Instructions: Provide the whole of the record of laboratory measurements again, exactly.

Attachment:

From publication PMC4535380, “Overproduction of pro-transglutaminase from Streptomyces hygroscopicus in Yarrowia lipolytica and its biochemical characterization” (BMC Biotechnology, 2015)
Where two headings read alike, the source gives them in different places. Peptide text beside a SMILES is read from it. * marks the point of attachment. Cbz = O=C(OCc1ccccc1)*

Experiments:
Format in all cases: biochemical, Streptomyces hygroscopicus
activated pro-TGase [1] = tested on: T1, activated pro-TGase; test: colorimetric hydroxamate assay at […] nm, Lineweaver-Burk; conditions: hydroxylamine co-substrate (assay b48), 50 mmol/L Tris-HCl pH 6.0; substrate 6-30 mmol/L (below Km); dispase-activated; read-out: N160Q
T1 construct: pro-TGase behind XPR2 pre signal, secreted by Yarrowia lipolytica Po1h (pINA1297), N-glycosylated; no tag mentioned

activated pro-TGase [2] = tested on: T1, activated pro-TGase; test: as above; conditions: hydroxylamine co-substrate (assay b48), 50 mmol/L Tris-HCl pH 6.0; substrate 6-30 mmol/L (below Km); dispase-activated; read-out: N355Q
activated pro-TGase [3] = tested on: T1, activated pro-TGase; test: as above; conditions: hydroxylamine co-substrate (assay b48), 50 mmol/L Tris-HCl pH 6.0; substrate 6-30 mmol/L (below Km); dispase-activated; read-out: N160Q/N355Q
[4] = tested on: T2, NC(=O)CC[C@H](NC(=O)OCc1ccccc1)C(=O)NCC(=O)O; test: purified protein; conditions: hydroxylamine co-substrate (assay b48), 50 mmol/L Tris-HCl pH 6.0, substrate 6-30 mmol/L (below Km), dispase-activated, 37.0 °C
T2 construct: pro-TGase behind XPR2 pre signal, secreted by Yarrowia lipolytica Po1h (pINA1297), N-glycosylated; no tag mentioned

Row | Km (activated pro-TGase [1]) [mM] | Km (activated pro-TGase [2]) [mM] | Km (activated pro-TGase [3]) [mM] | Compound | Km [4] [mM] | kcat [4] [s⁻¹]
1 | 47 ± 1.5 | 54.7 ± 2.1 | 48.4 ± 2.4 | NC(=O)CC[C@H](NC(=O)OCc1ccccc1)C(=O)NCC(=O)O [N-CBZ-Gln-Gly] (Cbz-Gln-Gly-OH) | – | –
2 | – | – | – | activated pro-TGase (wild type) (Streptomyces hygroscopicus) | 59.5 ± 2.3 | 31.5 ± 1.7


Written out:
From publication PMC4535380, “Overproduction of pro-transglutaminase from Streptomyces hygroscopicus in Yarrowia lipolytica and its biochemical characterization” (BMC Biotechnology, 2015)
Where two headings read alike, the source gives them in different places. Peptide text beside a SMILES is read from it. * marks the point of attachment. Cbz = O=C(OCc1ccccc1)*

Experiments:
Format in all cases: biochemical, Streptomyces hygroscopicus
activated pro-TGase [1] = tested on: T1, activated pro-TGase; test: colorimetric hydroxamate assay at […] nm, Lineweaver-Burk; conditions: hydroxylamine co-substrate (assay b48), 50 mmol/L Tris-HCl pH 6.0; substrate 6-30 mmol/L (below Km); dispase-activated; read-out: N160Q
T1 construct: pro-TGase behind XPR2 pre signal, secreted by Yarrowia lipolytica Po1h (pINA1297), N-glycosylated; no tag mentioned

activated pro-TGase [2] = tested on: T1, activated pro-TGase; test: as above; conditions: hydroxylamine co-substrate (assay b48), 50 mmol/L Tris-HCl pH 6.0; substrate 6-30 mmol/L (below Km); dispase-activated; read-out: N355Q
activated pro-TGase [3] = tested on: T1, activated pro-TGase; test: as above; conditions: hydroxylamine co-substrate (assay b48), 50 mmol/L Tris-HCl pH 6.0; substrate 6-30 mmol/L (below Km); dispase-activated; read-out: N160Q/N355Q
[4] = tested on: T2, NC(=O)CC[C@H](NC(=O)OCc1ccccc1)C(=O)NCC(=O)O; test: purified protein; conditions: hydroxylamine co-substrate (assay b48), 50 mmol/L Tris-HCl pH 6.0, substrate 6-30 mmol/L (below Km), dispase-activated, 37.0 °C
T2 construct: pro-TGase behind XPR2 pre signal, secreted by Yarrowia lipolytica Po1h (pINA1297), N-glycosylated; no tag mentioned

Row | Km (activated pro-TGase [1]) [mM] | Km (activated pro-TGase [2]) [mM] | Km (activated pro-TGase [3]) [mM] | Compound | Km [4] [mM] | kcat [4] [s⁻¹]
1 | 47 ± 1.5 | 54.7 ± 2.1 | 48.4 ± 2.4 | NC(=O)CC[C@H](NC(=O)OCc1ccccc1)C(=O)NCC(=O)O [N-CBZ-Gln-Gly] (Cbz-Gln-Gly-OH) | – | –
2 | – | – | – | activated pro-TGase (wild type) (Streptomyces hygroscopicus) | 59.5 ± 2.3 | 31.5 ± 1.7